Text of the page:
The next US objective was Kakazu Ridge, comprising two hills with a connecting saddle which constituted part of the Shuri Line’s outer defences. The Japanese had prepared their positions well and fought tenaciously, often from fortified caves. On many occasions the US forces suffered moderately severe casualties before they could clear the Japanese from each cave or other hiding place. The Japanese sent Okinawans at gunpoint out to acquire water and supplies for them, and this led inevitably to civilian casualties. The US advance was inexorable but resulted in a high number of casualties on both sides.
As the US assault against Kakazu Ridge stalled, at the urging of Cho, Ushijima decided to take the offensive. On the evening of 12 April, the 32nd Army attacked US positions across the entire front. The Japanese attack was well conceived and heavy, and was pressed with determination. The assault achieved a modest penetration of the US lines, but the three battalions which had achieved this penetration were then cut to ribbons, two being wiped out and only half the men from the third making it back to the Japanese lines. The Japanese repeated their offensive on the following night, and a final assault on 14 April was again repulsed. The effort led the 32nd Army's staff to conclude that the US forces were vulnerable to night infiltration tactics, but that their superior firepower made any offensive Japanese troop concentrations extremely dangerous, and they reverted to their defensive strategy.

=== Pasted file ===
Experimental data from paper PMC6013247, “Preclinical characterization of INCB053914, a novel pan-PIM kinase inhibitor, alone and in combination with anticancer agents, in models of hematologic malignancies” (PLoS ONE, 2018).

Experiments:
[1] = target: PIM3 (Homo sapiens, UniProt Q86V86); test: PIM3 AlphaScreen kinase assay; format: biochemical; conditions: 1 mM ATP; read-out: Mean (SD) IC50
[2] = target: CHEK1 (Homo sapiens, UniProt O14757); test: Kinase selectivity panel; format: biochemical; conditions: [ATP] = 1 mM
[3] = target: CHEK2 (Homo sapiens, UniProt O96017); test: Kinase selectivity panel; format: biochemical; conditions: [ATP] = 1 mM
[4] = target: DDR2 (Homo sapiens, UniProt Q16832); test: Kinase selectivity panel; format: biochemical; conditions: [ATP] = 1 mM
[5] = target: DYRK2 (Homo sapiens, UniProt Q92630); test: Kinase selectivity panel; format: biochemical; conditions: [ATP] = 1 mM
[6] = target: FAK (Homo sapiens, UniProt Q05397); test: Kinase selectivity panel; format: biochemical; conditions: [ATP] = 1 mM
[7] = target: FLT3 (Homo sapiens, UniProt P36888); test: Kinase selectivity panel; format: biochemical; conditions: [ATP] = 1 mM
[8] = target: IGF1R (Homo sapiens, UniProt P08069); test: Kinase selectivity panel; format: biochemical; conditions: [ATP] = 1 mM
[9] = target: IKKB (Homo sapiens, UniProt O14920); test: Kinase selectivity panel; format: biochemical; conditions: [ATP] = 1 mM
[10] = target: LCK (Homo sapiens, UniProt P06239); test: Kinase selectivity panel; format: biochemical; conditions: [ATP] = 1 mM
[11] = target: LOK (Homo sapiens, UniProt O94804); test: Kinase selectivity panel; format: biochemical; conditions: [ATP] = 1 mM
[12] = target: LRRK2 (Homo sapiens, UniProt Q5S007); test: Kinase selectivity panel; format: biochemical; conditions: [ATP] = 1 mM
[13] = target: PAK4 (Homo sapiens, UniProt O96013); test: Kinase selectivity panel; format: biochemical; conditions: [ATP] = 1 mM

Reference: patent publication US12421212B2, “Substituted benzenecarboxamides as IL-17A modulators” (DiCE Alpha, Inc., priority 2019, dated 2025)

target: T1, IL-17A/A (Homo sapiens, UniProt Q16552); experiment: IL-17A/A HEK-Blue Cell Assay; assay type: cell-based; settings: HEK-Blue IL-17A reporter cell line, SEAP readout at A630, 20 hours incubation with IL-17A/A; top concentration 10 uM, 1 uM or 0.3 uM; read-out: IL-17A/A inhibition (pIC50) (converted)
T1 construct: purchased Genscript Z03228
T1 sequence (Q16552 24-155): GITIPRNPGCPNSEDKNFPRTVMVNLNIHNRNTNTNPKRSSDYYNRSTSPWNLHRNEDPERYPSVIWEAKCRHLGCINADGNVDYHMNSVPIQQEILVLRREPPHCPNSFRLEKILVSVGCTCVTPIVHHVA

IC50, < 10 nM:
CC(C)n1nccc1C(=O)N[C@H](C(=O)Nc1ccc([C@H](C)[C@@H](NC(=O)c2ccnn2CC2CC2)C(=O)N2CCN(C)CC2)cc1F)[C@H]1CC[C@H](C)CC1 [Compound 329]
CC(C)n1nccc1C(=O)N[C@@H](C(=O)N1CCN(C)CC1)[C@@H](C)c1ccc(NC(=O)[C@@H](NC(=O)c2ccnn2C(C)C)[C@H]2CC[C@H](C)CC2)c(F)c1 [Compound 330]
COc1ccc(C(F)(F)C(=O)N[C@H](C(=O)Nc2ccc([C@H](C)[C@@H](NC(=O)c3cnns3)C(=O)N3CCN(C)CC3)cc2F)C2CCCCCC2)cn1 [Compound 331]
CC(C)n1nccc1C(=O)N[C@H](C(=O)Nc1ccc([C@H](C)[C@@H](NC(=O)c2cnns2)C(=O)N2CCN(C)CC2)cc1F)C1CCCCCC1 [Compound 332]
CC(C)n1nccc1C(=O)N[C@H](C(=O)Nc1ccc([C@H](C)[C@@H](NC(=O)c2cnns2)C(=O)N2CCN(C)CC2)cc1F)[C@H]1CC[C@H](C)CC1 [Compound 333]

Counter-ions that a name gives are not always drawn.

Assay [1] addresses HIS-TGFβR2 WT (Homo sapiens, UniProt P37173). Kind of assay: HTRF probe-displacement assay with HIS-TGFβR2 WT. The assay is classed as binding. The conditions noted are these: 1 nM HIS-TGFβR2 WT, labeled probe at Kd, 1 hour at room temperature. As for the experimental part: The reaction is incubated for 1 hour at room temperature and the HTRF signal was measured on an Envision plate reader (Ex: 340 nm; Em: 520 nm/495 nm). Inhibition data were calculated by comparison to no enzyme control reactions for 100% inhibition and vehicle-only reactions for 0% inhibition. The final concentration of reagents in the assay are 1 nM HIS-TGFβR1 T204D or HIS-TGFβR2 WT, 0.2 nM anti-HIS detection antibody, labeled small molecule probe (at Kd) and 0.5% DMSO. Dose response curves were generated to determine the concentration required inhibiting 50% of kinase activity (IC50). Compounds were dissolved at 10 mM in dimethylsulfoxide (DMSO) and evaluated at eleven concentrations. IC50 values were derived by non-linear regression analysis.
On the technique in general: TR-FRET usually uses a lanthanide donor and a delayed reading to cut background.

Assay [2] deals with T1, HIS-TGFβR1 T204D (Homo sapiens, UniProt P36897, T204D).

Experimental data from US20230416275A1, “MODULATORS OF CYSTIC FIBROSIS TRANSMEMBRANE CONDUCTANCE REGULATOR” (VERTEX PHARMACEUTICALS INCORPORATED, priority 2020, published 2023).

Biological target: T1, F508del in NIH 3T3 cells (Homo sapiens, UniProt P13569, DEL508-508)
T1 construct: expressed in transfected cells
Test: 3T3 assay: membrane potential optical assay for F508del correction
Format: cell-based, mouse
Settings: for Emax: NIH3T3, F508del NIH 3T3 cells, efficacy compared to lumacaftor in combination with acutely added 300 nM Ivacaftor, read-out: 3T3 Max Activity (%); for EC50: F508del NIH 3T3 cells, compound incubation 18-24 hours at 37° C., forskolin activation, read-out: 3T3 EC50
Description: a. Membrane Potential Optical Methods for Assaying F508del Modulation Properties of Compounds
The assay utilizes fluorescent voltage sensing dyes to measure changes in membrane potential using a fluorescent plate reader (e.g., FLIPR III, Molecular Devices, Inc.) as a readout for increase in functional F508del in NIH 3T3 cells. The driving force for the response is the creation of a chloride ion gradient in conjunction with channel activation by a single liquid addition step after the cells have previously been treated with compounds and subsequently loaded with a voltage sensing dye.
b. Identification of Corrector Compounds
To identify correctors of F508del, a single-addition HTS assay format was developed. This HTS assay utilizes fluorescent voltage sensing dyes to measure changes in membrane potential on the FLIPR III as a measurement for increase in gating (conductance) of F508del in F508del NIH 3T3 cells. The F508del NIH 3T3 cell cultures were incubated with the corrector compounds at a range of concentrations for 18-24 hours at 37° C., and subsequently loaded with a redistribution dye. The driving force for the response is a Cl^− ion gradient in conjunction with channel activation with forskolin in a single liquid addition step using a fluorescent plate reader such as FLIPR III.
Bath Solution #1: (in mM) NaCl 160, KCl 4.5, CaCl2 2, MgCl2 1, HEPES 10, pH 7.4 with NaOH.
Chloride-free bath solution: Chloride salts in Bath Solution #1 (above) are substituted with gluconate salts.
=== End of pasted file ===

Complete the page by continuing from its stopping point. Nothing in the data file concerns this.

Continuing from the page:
Landed on 9 April, the 27th Division took over on the right, along the west coast, and Hodge thus three divisions in the line: the 27th Division on the right, the 96th Division in the centre and the 7th Division on the left, each division holding about 1.5 miles (2.4 km) of the front. Hodge launched a new three-division offensive on 19 April. The attack was preceded by a massive bombardment, the heaviest of the entire Pacific campaign, in which 19,000 rounds were fired by the 324 guns of 27 artillery battalions. Battleships, cruisers and destroyers joined the bombardment, and the bombardment was followed by the attacks of 650 US Navy and US Marine Corps warplanes, which targeted the Japanese positions with napalm, rockets, bombs, and machine guns. The Japanese defences were sited on reverse slopes, however, and here the defenders waited out the artillery barrage and aerial attack in comparative safety, emerging from the caves to rain mortar rounds and grenades upon the Americans advancing up the forward slope. Thus the US attack was halted in its tracks by Japanese defenders whose deep fortifications had remained largely undamaged.
By 23 April, however, Ushijima had ordered a withdrawal from the forward positions to the strongest part of the defence line, centred on Shuri Castle. The withdrawal was covered by fog and artillery and was not detected by the Americans until the next morning.
A tank assault to achieve a breakthrough, by outflanking Kakazu Ridge, failed to link with its supporting infantry attempting to cross the ridge, and failed with the loss of 22 tanks. Although flamethrowing tanks cleared many cave defences, there was no breakthrough, and the XXIV Corps lost 720 men killed, missing and wounded. These losses could well have been more substantial but for the fact that the Japanese had practically all of their infantry reserves tied up farther to the south, held there by another feint off the Minatoga beaches by the 2nd Marine Division coinciding with the attack.